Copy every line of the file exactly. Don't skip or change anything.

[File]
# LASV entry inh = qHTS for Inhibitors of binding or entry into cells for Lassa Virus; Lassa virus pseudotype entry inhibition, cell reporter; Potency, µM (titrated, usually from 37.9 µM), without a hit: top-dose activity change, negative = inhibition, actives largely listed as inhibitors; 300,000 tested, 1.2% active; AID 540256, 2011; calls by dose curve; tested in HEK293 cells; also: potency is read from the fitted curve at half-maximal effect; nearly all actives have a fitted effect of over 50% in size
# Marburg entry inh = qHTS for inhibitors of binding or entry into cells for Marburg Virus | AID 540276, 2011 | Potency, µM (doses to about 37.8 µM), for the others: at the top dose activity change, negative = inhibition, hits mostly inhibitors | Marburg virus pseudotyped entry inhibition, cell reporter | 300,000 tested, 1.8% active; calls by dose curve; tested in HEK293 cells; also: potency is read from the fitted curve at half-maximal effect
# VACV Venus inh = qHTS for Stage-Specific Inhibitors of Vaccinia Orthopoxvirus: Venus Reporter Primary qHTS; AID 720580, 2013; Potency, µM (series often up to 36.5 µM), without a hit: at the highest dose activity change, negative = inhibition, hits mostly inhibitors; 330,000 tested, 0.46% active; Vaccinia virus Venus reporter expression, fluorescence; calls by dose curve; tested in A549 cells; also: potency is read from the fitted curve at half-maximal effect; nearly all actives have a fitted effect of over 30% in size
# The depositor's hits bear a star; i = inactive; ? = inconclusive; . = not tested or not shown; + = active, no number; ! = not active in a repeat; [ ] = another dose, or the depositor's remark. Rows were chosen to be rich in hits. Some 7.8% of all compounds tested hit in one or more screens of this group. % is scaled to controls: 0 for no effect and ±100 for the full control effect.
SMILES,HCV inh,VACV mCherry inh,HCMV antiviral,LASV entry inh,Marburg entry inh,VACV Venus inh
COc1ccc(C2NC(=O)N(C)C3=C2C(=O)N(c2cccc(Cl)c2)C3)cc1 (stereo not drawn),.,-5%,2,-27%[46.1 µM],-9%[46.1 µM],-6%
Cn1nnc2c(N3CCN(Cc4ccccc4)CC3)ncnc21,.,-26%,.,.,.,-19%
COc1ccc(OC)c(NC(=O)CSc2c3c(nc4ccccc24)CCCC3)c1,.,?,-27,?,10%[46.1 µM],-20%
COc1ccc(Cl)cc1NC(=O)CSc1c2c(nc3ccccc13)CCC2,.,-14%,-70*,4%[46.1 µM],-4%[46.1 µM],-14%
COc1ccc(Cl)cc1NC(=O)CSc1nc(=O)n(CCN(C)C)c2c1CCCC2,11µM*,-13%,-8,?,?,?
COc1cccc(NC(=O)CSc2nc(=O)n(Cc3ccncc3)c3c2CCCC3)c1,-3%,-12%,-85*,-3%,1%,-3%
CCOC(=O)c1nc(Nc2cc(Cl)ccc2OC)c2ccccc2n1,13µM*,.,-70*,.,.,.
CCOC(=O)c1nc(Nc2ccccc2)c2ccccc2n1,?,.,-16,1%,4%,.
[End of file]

# LASV entry inh = qHTS for Inhibitors of binding or entry into cells for Lassa Virus; Lassa virus pseudotype entry inhibition, cell reporter; Potency, µM (titrated, usually from 37.9 µM), without a hit: top-dose activity change, negative = inhibition, actives largely listed as inhibitors; 300,000 tested, 1.2% active; AID 540256, 2011; calls by dose curve; tested in HEK293 cells; also: potency is read from the fitted curve at half-maximal effect; nearly all actives have a fitted effect of over 50% in size
# Marburg entry inh = qHTS for inhibitors of binding or entry into cells for Marburg Virus | AID 540276, 2011 | Potency, µM (doses to about 37.8 µM), for the others: at the top dose activity change, negative = inhibition, hits mostly inhibitors | Marburg virus pseudotyped entry inhibition, cell reporter | 300,000 tested, 1.8% active; calls by dose curve; tested in HEK293 cells; also: potency is read from the fitted curve at half-maximal effect
# VACV Venus inh = qHTS for Stage-Specific Inhibitors of Vaccinia Orthopoxvirus: Venus Reporter Primary qHTS; AID 720580, 2013; Potency, µM (series often up to 36.5 µM), without a hit: at the highest dose activity change, negative = inhibition, hits mostly inhibitors; 330,000 tested, 0.46% active; Vaccinia virus Venus reporter expression, fluorescence; calls by dose curve; tested in A549 cells; also: potency is read from the fitted curve at half-maximal effect; nearly all actives have a fitted effect of over 30% in size
# The depositor's hits bear a star; i = inactive; ? = inconclusive; . = not tested or not shown; + = active, no number; ! = not active in a repeat; [ ] = another dose, or the depositor's remark. Rows were chosen to be rich in hits. Some 7.8% of all compounds tested hit in one or more screens of this group. % is scaled to controls: 0 for no effect and ±100 for the full control effect.
SMILES,HCV inh,VACV mCherry inh,HCMV antiviral,LASV entry inh,Marburg entry inh,VACV Venus inh
COc1ccc(C2NC(=O)N(C)C3=C2C(=O)N(c2cccc(Cl)c2)C3)cc1 (stereo not drawn),.,-5%,2,-27%[46.1 µM],-9%[46.1 µM],-6%
Cn1nnc2c(N3CCN(Cc4ccccc4)CC3)ncnc21,.,-26%,.,.,.,-19%
COc1ccc(OC)c(NC(=O)CSc2c3c(nc4ccccc24)CCCC3)c1,.,?,-27,?,10%[46.1 µM],-20%
COc1ccc(Cl)cc1NC(=O)CSc1c2c(nc3ccccc13)CCC2,.,-14%,-70*,4%[46.1 µM],-4%[46.1 µM],-14%
COc1ccc(Cl)cc1NC(=O)CSc1nc(=O)n(CCN(C)C)c2c1CCCC2,11µM*,-13%,-8,?,?,?
COc1cccc(NC(=O)CSc2nc(=O)n(Cc3ccncc3)c3c2CCCC3)c1,-3%,-12%,-85*,-3%,1%,-3%
CCOC(=O)c1nc(Nc2cc(Cl)ccc2OC)c2ccccc2n1,13µM*,.,-70*,.,.,.
CCOC(=O)c1nc(Nc2ccccc2)c2ccccc2n1,?,.,-16,1%,4%,.